With massive exclusives like Mario, Zelda, Animal Crossing, and Pokemon already under the Switch’s belt, any more exclusives would just be added gravy and that’s exactly what Astral Chain is, a Switch exclusive so delicious that non Switch owners started review bombing the game on Metacritic out of anger that the game isn’t coming to their platform of choice. Despite being a new, unproven IP, Platinum Games has added yet another surprise hit to their library. Astral Chain brings a fresh take on the single player fighting genre with plenty of new and interesting mechanics, while also making itself fun and accessible for newbies like myself.
Astral Chain is all about fighting with a monster attached to your hip by an “astral chain”. These monsters are known as “Legions” and there are five different ones for you to unlock. Each legion has different abilities and specialize in a certain area of combat, such as mobility, defense, ranged attacks, etc. Although the legions are different in many ways, the astral chain that connects them to the player remains the same. You can control your legion’s movement by holding the left trigger and using the right joystick. In this way you control two different entities on the screen, but the system doesn’t grow too confusing or unwieldy because of the chain that always links the two together. The single player fighting game genre has been around for a long time, but I have never seen a game with as novel a concept as Astral Chain’s legions.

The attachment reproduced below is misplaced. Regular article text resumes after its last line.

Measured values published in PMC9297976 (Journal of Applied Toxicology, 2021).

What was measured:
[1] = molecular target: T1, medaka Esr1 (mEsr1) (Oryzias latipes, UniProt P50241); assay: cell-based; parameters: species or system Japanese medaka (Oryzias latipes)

While Astral Chain does a great job of engaging the player with its top notch combat system, the other aspects of it’s gameplay feel underwhelming. You play as a fresh cop who’s just been added to the force, so each mission usually starts with a slow, boring, overly complicated detective section, where you employ a sort of “detective vision” ripped off from the Batman games. There are also several platforming and puzzle sections that further slow down the experience and take away from the excellent combat in the game. The progression also feels a bit bare bones and tacked on. Each legion can be leveled up and has its unique skill tree to work through, but many of the stat boosts, passive, and active skills are available to all the legions, so you don’t feel like you’re specializing as you progress through the skill trees.
Although certain parts of Astral Chain’s gameplay falls a bit flat, stylistically Astral Chain is near perfect. The visuals are often defined by a neon blue or neon red filter that permeates throughout the game. Neon lights along with the cell shaded, Breath of the Wild, anime graphics fits well with the futuristic, demonic subject matter of the game. The music although not particularly memorable worked very well and added to the futuristic and epic atmosphere. Here I will add my usual qualifier for Japanese games: this game is very anime; there’s flashy cutscenes, weird choices in dialogue, and heavy drama. I know it can be off putting for some, but I highly recommend you check this game out as it has amazing gameplay and I think it has a solid story with an incredible aesthetic.
My experience with stylish 3D fighters is still limited and I appreciated the different difficulty options the game had. I was able to complete the main story in around fourteen hours, but I still have plenty of skills to unlock, weapons to upgrade, and missions to go back and clear on standard difficulty, plus all the costumes, side missions, and post-game missions. Suffice it to say that Astral Chain has plenty of end-game content. Despite the awkward platforming and slow detective work, Astral Chain is one of the best titles I’ve played on the Nintendo Switch. Platinum has produced a unique exciting game embracing the tried and true philosophy of “easy to learn, hard to master”. Although I have beaten the game, I plan on sticking around for more, as I’ve only scratched the surface of what me and my legions are capable of doing. After playing Astral Chain, I can officially say that I am a fan of the stylish fighting genre. Please do yourself a favor and give this game a shot, you won’t regret it.
FINAL SCORE: 8/10